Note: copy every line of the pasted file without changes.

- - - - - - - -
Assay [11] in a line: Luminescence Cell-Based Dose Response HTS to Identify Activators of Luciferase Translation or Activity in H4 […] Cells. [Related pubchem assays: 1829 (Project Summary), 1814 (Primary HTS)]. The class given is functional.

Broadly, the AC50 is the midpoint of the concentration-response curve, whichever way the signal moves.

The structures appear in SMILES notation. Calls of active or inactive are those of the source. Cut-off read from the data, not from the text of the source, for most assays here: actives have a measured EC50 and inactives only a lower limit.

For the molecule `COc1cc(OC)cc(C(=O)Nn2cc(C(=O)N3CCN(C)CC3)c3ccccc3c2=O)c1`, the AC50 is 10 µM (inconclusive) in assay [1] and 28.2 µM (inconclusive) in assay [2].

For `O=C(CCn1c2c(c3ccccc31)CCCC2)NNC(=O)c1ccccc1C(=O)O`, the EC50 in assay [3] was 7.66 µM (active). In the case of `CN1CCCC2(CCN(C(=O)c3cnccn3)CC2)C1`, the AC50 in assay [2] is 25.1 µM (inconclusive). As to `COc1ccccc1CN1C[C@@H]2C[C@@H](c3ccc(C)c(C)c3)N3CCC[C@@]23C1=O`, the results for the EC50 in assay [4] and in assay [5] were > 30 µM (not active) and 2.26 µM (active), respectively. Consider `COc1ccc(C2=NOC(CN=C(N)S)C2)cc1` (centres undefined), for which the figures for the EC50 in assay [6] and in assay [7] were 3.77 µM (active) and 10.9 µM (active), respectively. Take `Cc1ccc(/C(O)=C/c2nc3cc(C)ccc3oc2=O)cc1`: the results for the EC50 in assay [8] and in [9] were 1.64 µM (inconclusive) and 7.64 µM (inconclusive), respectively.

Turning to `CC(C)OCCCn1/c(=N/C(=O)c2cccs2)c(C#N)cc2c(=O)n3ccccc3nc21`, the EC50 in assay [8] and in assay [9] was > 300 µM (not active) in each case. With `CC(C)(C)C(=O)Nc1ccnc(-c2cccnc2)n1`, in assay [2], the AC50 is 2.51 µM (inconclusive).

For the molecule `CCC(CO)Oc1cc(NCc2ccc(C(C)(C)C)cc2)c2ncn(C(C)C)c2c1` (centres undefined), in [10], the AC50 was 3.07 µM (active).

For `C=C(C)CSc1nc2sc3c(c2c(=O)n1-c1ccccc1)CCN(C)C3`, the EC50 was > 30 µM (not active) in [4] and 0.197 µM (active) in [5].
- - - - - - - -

Assay [11] in a line: Luminescence Cell-Based Dose Response HTS to Identify Activators of Luciferase Translation or Activity in H4 […] Cells. [Related pubchem assays: 1829 (Project Summary), 1814 (Primary HTS)]. The class given is functional.

Broadly, the AC50 is the midpoint of the concentration-response curve, whichever way the signal moves.

The structures appear in SMILES notation. Calls of active or inactive are those of the source. Cut-off read from the data, not from the text of the source, for most assays here: actives have a measured EC50 and inactives only a lower limit.

For the molecule `COc1cc(OC)cc(C(=O)Nn2cc(C(=O)N3CCN(C)CC3)c3ccccc3c2=O)c1`, the AC50 is 10 µM (inconclusive) in assay [1] and 28.2 µM (inconclusive) in assay [2].

For `O=C(CCn1c2c(c3ccccc31)CCCC2)NNC(=O)c1ccccc1C(=O)O`, the EC50 in assay [3] was 7.66 µM (active). In the case of `CN1CCCC2(CCN(C(=O)c3cnccn3)CC2)C1`, the AC50 in assay [2] is 25.1 µM (inconclusive). As to `COc1ccccc1CN1C[C@@H]2C[C@@H](c3ccc(C)c(C)c3)N3CCC[C@@]23C1=O`, the results for the EC50 in assay [4] and in assay [5] were > 30 µM (not active) and 2.26 µM (active), respectively. Consider `COc1ccc(C2=NOC(CN=C(N)S)C2)cc1` (centres undefined), for which the figures for the EC50 in assay [6] and in assay [7] were 3.77 µM (active) and 10.9 µM (active), respectively. Take `Cc1ccc(/C(O)=C/c2nc3cc(C)ccc3oc2=O)cc1`: the results for the EC50 in assay [8] and in [9] were 1.64 µM (inconclusive) and 7.64 µM (inconclusive), respectively.

Turning to `CC(C)OCCCn1/c(=N/C(=O)c2cccs2)c(C#N)cc2c(=O)n3ccccc3nc21`, the EC50 in assay [8] and in assay [9] was > 300 µM (not active) in each case. With `CC(C)(C)C(=O)Nc1ccnc(-c2cccnc2)n1`, in assay [2], the AC50 is 2.51 µM (inconclusive).

For the molecule `CCC(CO)Oc1cc(NCc2ccc(C(C)(C)C)cc2)c2ncn(C(C)C)c2c1` (centres undefined), in [10], the AC50 was 3.07 µM (active).

For `C=C(C)CSc1nc2sc3c(c2c(=O)n1-c1ccccc1)CCN(C)C3`, the EC50 was > 30 µM (not active) in [4] and 0.197 µM (active) in [5].